Bit-twiddling
Author Message
Bit-twiddling

I'm translating a numerical algorithm from C to Python, but have run
into a problem in that the algorithm seems to rely on the fact that
shifting, addition and multiplication all 'wrap' when the result
exceeds 32 bits.

Since the python equivalents do not, does there exist a common
workaround for this?

For example, I'd like

mt[0]= seed & 0xffffffff
for mti in range(1,n):
mt[mti]=(69069 * mt[mti-1]) & 0xffffffff

to never put anything that doesn't fit in an unsigned long in the mt
list.

Any ideas?

--Lars M.

Sun, 13 Jan 2002 03:00:00 GMT
Bit-twiddling
[Lars Marius Garshol]

Quote:
> I'm translating a numerical algorithm from C to Python, but have run
> into a problem in that the algorithm seems to rely on the fact that
> shifting, addition and multiplication all 'wrap' when the result
> exceeds 32 bits.

> Since the Python equivalents do not,

int left shift in Python is end-off and 0-fill and non-complaining (same as
in C); int right shift in Python is sign-extending (and undefined in C for
negative signed ints).  Python int + and * do gripe about overflow.

Quote:
> does there exist a common workaround for this?

The only easy workaround is to use longs, converting to int only when
necessary or expedient.  C defines unsigned int arithmetic to act "as if"
modulo the wordsize, and that's what long Python arithmetic (followed by

Quote:
> For example, I'd like

>     mt[0]= seed & 0xffffffff
>     for mti in range(1,n):
>         mt[mti]=(69069 * mt[mti-1]) & 0xffffffff

> to never put anything that doesn't fit in an unsigned long in the mt
> list.

Provided that seed was a long to begin with, this code almost works as is.
You just need to append "L" to the literals (for 69069 that isn't necessary,
it just avoids the repeated expense of runtime widening; for 0xffffffff it
*is* necessary on a 32-bit machine, else 0xffffffff == -1 gets widened
to -1L and then the masking doesn't accomplish anything (i & -1L == i for
all long i)).

The elements of mt are then all longs, but each one's *value* fits in a
32-bit C unsigned long:  numerically, it computes the same values as would
the C code.

if-you're-really-after-random-numbers-see-ivan-frohne-ly y'rs  - tim

Sun, 13 Jan 2002 03:00:00 GMT
Bit-twiddling

|
| I'm translating a numerical algorithm from C to Python, but have run
| into a problem in that the algorithm seems to rely on the fact that
| shifting, addition and multiplication all 'wrap' when the result
| exceeds 32 bits.
|
| Since the Python equivalents do not, does there exist a common
| workaround for this?
|
| For example, I'd like
|
|     mt[0]= seed & 0xffffffff
|     for mti in range(1,n):
|         mt[mti]=(69069 * mt[mti-1]) & 0xffffffff
|
| to never put anything that doesn't fit in an unsigned long in the mt
| list.

mt[0] = seed & 0x100000000L
for mti in range(1, n):
mt[mti] = (69069L * mt[mti-1]) % 0x100000000L

--

Mon, 14 Jan 2002 03:00:00 GMT
Bit-twiddling

* Tim Peters
|
| Provided that seed was a long to begin with, this code almost works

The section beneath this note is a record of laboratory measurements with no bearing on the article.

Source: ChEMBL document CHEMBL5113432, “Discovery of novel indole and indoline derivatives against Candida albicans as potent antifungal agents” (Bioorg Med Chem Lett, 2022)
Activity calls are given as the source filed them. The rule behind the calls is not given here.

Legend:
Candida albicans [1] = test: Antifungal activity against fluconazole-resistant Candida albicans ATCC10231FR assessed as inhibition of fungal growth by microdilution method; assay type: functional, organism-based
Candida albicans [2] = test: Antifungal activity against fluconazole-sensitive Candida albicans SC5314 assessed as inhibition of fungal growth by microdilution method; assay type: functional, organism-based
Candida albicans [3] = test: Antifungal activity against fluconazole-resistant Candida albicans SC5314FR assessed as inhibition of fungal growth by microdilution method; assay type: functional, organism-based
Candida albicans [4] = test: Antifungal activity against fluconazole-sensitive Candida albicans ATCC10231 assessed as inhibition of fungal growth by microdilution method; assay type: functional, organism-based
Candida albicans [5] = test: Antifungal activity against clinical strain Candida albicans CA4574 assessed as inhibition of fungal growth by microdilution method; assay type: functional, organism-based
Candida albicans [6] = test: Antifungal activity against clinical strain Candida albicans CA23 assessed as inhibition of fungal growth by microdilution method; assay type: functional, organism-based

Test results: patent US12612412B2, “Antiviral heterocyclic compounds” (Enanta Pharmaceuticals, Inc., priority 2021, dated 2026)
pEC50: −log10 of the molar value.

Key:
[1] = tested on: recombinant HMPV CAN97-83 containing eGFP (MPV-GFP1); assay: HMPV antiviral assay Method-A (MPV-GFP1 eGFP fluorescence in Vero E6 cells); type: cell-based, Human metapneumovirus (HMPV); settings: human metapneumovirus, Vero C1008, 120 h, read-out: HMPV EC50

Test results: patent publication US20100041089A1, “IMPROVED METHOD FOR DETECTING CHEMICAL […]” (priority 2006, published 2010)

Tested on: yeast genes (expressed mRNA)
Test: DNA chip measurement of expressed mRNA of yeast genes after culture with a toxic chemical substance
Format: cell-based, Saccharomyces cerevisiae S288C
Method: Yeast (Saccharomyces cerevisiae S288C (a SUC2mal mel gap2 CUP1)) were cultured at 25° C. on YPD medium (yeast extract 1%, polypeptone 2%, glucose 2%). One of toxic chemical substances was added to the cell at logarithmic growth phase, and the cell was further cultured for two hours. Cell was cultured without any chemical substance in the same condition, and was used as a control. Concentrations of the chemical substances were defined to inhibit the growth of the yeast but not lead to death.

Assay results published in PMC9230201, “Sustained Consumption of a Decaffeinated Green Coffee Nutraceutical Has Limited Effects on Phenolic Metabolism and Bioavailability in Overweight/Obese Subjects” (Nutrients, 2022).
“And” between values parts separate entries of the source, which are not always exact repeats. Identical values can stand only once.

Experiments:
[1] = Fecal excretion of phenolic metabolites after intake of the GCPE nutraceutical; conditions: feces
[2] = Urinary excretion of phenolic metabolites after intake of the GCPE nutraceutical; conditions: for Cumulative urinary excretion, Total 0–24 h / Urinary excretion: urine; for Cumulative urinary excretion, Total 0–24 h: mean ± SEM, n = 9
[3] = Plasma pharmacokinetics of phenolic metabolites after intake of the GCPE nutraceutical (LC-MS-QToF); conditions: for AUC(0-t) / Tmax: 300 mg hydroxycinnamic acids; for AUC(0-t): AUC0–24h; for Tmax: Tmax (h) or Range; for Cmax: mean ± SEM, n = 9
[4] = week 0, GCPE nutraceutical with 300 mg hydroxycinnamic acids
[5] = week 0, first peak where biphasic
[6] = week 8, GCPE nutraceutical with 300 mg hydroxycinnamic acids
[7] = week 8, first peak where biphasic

| as is.  You just need to append "L" to the literals (for 69069 that
| isn't necessary, it just avoids the repeated expense of runtime
| widening; for 0xffffffff it *is* necessary on a 32-bit machine, else
| 0xffffffff == -1 gets widened to -1L and then the masking doesn't
| accomplish anything (i & -1L == i for all long i)).

Aha! I knew that 0xffffffff didn't work, but I had no idea that the
trick was to define it as a long. Thanks!

| The elements of mt are then all longs, but each one's *value* fits
| in a 32-bit C unsigned long: numerically, it computes the same
| values as would the C code.

Indeed it does. Thanks again!

Based on this advice I took a stab at the rest of the algorithm and
now it actually works! Wheee! So if anyone wants a string of random
numbers with a period of 2**199937-1 and equi-distributed in 623
dimensions, just let me know. :-)

| if-you're-really-after-random-numbers-see-ivan-frohne-ly y'rs  - tim

I guessed that you would recognize the algorithm. :)

I wasn't really after random numbers as much as I was after some easy
diversion. This turned out to not be that easy for someone with a bit
(hah!) less than the necessary maths and C background. :(

Anyway, I see that Frohne uses the code I use above, except that his
69069 is L. But as you say that makes no difference. He doesn't use
the same code for number generation, though.

If I need more diversion I'll try to turn the C code into an extension
module as my first-ever extension module. Should be educational, at
least.

--Lars M.

Mon, 14 Jan 2002 03:00:00 GMT
Bit-twiddling

Quote:
> Based on this advice I took a stab at the rest of the algorithm and
> now it actually works! Wheee! So if anyone wants a string of random
> numbers with a period of 2**199937-1 and equi-distributed in 623
> dimensions, just let me know. :-)

> | if-you're-really-after-random-numbers-see-ivan-frohne-ly y'rs  - tim

I have a new version of the Mersenne Twister just around the corner
that uses the Numeric module if it's available.  This makes it almost
as fast as whrandom.

To get a right shift for ordinary integers that always shifts in high-order
zeros, this
works (x is an ordinary 32-bit signed integer):

x >> 1 & 0x7FFFFFFF  #  Logical right shift 1
x >> 2 & 0x3FFFFFFF  #  Logical right shift 2
.....
x >> 11 & 0x001FFFFF  # Logical right shift 11

etc.

--Ivan Frohne

Mon, 14 Jan 2002 03:00:00 GMT

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